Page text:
To simply say that the bond between father and son is special would be a gross understatement. For all of us men, it’s a critical bond in our lives and as young men we rely so much on our fathers for approbation and guidance and a sense of unconditional love and acceptance. For many of us, we either want to be just like our fathers or be like the father figures that we wished we had growing up. But while stories of father-son bonds, or a lack thereof, between fathers and their straight sons constantly plays out with ease, support and visibility in the world around us, we often overlook that same bond and the unique challenges and nuances it carries when it involves a father and his gay or bisexual son, especially in the black community.
Four years ago, a close friend of mine, filmmaker Chase Simmons, sat down for a conversation with a fellow gay friend of his about the complications he had in connecting with his father because of his sexuality and how it left an indelible and painful mark on his psyche as an adult. From that conversation, the idea was sparked for what would become his new groundbreaking documentary, “Dear Dad,” which explores the relationships between gay/bi men and their fathers.
"Dear Dad," is the story of eight same gender loving men from the Atlanta area who have allowed cameras into their world as they explore their relationships with their fathers, whether good or bad, and confront those feelings head on as they write their fathers "Dear Dad," letters about the ways in which their relationship has shaped them and, if possible, where they want that relationship to go from here.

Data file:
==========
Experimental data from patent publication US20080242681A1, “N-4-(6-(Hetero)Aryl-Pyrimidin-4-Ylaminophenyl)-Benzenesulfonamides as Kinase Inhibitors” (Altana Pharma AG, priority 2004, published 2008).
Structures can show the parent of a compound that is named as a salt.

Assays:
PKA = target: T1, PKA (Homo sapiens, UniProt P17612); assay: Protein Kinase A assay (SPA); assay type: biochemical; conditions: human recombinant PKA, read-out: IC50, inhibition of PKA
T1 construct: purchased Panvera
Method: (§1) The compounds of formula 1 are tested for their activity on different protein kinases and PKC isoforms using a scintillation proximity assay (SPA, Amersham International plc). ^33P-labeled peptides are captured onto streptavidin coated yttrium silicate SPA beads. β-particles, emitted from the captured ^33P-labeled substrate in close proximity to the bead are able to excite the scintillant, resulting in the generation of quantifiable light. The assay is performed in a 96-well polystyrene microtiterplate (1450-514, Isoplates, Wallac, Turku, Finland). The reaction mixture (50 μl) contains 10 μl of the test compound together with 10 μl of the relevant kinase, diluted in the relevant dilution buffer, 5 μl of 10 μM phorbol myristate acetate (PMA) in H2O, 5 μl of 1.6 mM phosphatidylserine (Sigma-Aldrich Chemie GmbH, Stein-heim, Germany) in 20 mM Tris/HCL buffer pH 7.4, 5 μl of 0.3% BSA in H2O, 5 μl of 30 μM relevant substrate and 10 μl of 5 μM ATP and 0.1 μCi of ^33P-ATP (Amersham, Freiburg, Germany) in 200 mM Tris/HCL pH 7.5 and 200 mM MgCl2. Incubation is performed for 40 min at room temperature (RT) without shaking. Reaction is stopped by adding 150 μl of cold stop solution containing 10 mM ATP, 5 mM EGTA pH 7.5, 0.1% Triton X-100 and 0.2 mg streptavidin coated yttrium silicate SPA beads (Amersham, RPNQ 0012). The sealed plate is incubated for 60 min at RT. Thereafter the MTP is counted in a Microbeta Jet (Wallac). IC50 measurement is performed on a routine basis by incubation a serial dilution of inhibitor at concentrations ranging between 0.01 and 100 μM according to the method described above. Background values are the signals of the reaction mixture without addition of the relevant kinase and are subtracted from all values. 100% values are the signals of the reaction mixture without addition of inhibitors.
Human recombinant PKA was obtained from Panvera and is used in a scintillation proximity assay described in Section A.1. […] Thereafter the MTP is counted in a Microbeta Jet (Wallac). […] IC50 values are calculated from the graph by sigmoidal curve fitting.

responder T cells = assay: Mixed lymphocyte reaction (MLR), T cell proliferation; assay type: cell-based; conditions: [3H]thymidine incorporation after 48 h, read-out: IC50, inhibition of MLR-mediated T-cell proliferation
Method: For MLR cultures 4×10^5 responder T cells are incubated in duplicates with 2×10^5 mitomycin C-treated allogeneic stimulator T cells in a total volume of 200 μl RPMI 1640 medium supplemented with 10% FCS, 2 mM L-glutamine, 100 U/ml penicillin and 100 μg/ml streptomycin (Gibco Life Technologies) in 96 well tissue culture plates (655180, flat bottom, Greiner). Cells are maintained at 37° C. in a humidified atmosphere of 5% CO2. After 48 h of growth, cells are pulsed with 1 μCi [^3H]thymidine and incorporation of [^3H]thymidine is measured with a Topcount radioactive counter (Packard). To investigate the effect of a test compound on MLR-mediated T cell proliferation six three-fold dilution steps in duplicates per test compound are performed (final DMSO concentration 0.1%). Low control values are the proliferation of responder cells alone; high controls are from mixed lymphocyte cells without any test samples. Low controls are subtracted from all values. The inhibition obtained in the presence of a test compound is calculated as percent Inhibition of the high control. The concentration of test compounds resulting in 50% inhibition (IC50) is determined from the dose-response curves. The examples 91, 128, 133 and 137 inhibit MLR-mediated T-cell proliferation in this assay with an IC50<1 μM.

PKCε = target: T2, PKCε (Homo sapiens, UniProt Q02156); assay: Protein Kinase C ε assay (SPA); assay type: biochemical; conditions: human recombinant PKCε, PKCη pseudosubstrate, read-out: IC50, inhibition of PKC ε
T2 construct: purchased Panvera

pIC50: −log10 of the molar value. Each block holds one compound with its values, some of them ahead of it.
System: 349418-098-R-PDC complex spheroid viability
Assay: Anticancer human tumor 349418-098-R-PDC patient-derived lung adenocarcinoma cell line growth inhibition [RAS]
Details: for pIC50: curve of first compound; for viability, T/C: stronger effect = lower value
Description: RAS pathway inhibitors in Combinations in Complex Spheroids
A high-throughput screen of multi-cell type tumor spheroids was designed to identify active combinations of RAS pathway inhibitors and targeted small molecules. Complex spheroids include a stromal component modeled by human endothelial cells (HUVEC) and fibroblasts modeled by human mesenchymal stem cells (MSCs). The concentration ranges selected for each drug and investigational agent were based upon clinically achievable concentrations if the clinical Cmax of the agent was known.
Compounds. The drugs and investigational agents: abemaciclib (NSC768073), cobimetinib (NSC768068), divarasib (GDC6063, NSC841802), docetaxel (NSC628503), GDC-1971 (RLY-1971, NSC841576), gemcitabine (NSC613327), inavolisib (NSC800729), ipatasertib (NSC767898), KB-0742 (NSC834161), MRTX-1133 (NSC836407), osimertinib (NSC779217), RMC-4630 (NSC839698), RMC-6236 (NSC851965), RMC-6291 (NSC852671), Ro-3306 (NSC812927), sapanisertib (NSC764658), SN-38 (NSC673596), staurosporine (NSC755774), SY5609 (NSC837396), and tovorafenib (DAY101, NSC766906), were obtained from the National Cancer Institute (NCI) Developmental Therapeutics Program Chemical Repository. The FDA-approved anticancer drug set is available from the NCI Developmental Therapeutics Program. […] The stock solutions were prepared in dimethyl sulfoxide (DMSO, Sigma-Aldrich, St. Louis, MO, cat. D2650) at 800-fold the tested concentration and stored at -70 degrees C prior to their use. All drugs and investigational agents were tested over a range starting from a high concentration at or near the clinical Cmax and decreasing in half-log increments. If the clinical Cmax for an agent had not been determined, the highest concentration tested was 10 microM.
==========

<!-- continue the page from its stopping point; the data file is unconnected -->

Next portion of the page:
As a friend of Chase’s, I jumped at the opportunity to be a part of this film because, like so many other LGBT men, the story of my relationship with my father didn’t (completely) fall under the stereotypical storyline of “Dad has a son. Dad teaches his son to wear blue, play ball and be a man’s man. Dad teaches son to get girls. Son becomes stereotypical straight boy who loves pussy and cars and totally relates with his father over stereotypically manly things,” etc. etc. No. In a world where there is no script or rule book for fathers to follow when their son likes other boys, and homophobia and effemiphobia are still so prevalent in our society, my father and I have struggled at times to understand and communicate with each other and our relationship, both the good and bad parts, has left an imprint on my psyche that has both hurt me and nurtured me.
And like me, many of the other men in this film faced the same issues as they bravely confronted their pasts, spilled their guts, shared their smiles, and shed their tears as they talk about their own complex relationships with their fathers
In life, we often hear about the mental and spiritual work that we all have to do to make peace with our pasts and step into the person we were meant to be and I think it’s safe to say that for those of us who were involved in the film, "Dear Dad," was undoubtedly a part of that “life work” in both finally telling the stories of black LGBT men and their fathers to the world and working to give our own life stories a happy ending, or at least a new happy chapter.
Hopefully, in watching this film other gay/bi/trans black men across the globe will be inspired to share their stories, do their own "life work" and find a sense of love and understanding in both the LGBT community around them and in their relationships with their fathers.
And for the straight friends, family members and allies of those black gay and bi men, as well as the future fathers of gay/bi/trans sons, I hope this film helps them to understand, accept and champion the LGBT people in their lives as well.
With all that being said check out the full “Dear Dad,” film below and enjoy.